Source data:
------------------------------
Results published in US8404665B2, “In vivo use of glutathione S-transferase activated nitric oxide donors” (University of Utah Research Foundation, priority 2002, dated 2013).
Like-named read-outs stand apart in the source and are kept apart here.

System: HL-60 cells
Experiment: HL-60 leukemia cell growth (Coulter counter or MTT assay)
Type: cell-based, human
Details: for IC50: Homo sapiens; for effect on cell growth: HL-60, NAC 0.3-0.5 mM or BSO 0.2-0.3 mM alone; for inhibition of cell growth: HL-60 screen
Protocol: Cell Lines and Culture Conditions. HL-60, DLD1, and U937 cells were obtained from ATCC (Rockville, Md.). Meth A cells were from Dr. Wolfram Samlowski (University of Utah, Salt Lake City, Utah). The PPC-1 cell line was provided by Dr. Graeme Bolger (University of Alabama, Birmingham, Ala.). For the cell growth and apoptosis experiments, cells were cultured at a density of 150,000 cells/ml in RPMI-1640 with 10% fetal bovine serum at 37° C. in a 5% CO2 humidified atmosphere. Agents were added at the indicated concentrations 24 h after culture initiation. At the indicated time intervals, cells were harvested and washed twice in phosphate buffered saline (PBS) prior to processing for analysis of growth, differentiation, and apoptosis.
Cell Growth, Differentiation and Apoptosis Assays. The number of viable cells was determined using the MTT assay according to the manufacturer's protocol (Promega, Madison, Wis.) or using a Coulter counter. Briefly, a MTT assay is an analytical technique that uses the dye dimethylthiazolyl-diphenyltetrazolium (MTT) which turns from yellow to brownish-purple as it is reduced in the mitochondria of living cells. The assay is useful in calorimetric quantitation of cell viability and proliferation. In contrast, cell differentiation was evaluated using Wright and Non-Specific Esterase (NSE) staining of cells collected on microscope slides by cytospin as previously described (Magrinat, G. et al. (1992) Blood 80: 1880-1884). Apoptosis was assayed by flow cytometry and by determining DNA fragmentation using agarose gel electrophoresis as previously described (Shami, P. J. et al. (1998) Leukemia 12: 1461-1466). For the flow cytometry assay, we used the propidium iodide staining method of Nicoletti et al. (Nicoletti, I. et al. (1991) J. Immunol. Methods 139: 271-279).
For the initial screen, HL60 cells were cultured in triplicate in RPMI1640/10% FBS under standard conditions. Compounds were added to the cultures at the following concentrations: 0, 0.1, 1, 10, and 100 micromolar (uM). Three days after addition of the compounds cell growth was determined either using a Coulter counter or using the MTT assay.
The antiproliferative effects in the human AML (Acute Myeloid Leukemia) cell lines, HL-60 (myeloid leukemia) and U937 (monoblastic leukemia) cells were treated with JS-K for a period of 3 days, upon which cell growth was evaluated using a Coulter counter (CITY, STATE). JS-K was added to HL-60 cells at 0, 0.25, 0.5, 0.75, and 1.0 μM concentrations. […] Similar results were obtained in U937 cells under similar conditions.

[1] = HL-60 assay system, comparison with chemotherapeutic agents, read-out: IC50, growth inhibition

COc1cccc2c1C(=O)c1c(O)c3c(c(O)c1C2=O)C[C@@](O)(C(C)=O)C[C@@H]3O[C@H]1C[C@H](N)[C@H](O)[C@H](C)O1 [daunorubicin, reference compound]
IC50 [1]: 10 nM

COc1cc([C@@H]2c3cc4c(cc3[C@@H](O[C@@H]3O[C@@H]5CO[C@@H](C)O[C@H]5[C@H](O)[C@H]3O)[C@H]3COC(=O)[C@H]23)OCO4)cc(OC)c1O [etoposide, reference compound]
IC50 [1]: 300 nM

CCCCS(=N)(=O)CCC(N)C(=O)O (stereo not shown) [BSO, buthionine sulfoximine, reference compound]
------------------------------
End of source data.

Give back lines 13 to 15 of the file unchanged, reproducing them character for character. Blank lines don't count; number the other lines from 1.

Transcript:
IC50 [1]: 10 nM

COc1cc([C@@H]2c3cc4c(cc3[C@@H](O[C@@H]3O[C@@H]5CO[C@@H](C)O[C@H]5[C@H](O)[C@H]3O)[C@H]3COC(=O)[C@H]23)OCO4)cc(OC)c1O [etoposide, reference compound]
IC50 [1]: 300 nM